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Home 5 Resilient Magazine 5 Fall 2022 5 Treating all with dignity

Treating all with dignity

Sep 14, 2022 | Fall 2022

By Paul Martin

The wisdom of God can appear like utter folly in a social media world. When we drink the cultural lie that intelligence, good-looks and platforms determine value, we are not much different than the slave masters or Nazis in history who claimed certain human lives are superior to others. God declared the value of every human being the moment He created Adam: the first one in His image and after His like- ness. Thus, one of the great responsibilities of the Christian is to think of and to treat all people with dignity.

Dignity is not the same thing as mere tolerance, nor is dignity ever patronizing. As Paul put it, Christians are called to look at those whom the world judges to be “dispensable” and “unpresentable” and treat them with love. We must realize that our church family is incomplete without them. And that requires receiving from these fellow members just as much as giving to them (see 2 Corinthians 12, especially the end of verse 25).

You know this idea has been understood when a Christian learns God can rebuke, encourage, humble or strengthen them from the lips (whether moving or not) of a physically or cognitively-impaired person, or when a church body welcomes the arrival of a family with a child on the autism spectrum who is prone to randomly shouting out odd things in the service; even more than that family of four with the well-behaved little athletes… And yes, I did say, “even more than.” Again, Paul made it crystal clear the church is to function as that little outpost of heaven on earth, where the “least of these” are given “greater honour.”

This principle of the upside-down kingdom of Jesus was on full display at Muskoka Bible Centre in
February 2020. Teaming up with Guidelight, a U.S.-based ministry for families with childhood disability, MBC provided a 4-day retreat for families raising children with special needs. Staffed by a servant-hearted army of volunteers providing child- care, teaching, activities, counselling and love, these families were able to experience what it means to be fully-contributing members of the body. The hope in this was not to love just some families; it was to reorient a lot of hearts to see the wisdom of God.

Perhaps you have heard of Corrie Ten Boom, best known for surviving a German concentration camp and writing The Hiding Place. What you may not know is that Corrie spent some of her younger years serving the Lord by taking the gospel to neglected, disabled folks within her community. Much later in life, she wrote of her experiences at that time and what the Lord had taught her through these new friends.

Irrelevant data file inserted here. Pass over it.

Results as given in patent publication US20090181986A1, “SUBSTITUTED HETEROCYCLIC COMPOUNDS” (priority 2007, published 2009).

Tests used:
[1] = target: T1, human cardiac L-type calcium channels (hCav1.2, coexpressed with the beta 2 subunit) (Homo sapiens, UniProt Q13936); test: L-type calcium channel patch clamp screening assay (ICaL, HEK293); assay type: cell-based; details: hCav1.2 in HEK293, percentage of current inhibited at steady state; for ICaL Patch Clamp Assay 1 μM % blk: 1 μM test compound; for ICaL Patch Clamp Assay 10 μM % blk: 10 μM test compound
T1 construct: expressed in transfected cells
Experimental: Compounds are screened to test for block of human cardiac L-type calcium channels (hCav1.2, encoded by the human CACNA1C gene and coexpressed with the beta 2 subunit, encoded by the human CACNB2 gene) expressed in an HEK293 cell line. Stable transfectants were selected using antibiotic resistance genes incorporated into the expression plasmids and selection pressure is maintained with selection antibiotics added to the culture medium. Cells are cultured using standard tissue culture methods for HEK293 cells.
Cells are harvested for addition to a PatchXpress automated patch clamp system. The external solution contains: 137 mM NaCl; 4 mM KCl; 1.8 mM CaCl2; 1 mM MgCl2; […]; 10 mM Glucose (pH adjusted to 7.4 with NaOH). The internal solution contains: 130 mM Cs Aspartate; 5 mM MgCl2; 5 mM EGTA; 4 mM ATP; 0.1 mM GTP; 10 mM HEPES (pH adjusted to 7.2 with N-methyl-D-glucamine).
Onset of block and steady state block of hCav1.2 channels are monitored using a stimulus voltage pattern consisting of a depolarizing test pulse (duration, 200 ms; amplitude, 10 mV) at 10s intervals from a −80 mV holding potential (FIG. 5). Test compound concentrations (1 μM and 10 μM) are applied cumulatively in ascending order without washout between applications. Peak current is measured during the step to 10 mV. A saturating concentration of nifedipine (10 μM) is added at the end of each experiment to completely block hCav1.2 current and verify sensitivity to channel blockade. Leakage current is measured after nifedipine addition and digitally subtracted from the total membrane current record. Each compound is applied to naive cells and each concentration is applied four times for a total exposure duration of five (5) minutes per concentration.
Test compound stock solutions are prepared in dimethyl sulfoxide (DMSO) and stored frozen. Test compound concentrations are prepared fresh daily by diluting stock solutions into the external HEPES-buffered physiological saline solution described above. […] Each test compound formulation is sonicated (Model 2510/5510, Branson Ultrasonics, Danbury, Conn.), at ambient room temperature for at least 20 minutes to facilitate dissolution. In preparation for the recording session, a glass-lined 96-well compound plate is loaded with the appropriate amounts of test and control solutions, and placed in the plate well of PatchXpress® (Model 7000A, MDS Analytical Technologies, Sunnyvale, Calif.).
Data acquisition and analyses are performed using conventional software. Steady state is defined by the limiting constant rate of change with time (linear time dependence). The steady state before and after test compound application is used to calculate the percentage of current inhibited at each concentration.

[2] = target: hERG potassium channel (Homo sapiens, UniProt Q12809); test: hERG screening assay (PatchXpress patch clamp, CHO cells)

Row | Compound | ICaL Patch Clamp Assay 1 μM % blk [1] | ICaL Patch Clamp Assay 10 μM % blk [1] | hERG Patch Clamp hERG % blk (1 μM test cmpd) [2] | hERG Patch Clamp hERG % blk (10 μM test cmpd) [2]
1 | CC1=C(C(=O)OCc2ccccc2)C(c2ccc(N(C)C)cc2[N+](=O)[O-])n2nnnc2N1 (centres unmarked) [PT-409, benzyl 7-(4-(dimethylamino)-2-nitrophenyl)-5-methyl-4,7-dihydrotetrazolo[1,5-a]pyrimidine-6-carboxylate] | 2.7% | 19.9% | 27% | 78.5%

Kareltje was a little boy twelve years old. He had blue eyes and curly hair. He was one of a large, poor family, and his father was cruel to him because Kareltje was [cognitively disabled]. He listened as I told the story of the disciples giving food to five thousand people. As the five loaves and two fishes passed from Jesus’ hand to theirs, the bread and fish became sufficient to feed the multitude.

Suddenly Kareltje jumped up, and swinging his arms around him, cried, “There is enough! There is plenty, plenty for everyone! Just take, take as much as you like. There is enough. There is plenty!”

I wished every child of God rejoiced as Kareltje did about the plenty that we have, when taking all from Jesus’ hands and passing on to others (Corrie Ten Boom, Common Sense Not Needed).

Our almighty God often chooses to display His omnipotence through those we consider the weak or worthless. The mighty warrior, David, figured this out.

O Lord, our Lord, how majestic is your name in all the earth! You have set your glory above the heavens. Out of the mouth of babies and infants, you have established strength because of your foes, to still the enemy and the avenger (Psalm 8:1–2).

The glorious and majestic God uses the gurgles and babbles of babies to crush violent spiritual foes. Just let that thought sink in for a moment.

Jesus was not just being sentimental when He said, “Let the children come to me” (Matthew 19:14). He knew that He would later teach Paul that His “strength is perfected in weak- ness” because we can learn so much through the eyes and hearts of little children. Perhaps the best thing that could happen to our churches is a surging revival among the aged, disabled, marginalized and weak within our community. We may find it much more appealing to spend our time witnessing to others rather than scrolling through social media.

Paul Martin is the Senior Pastor of Grace Fellowship Church in Toronto. After the Lord kindly brought disability into their family, Paul and Susan began working with organizations like Guidelight in order to serve families raising children with special needs. He has spoken on this topic widely and has a heart to see the church grow in her love for “the least of these.”

In this issue

Strength in differences

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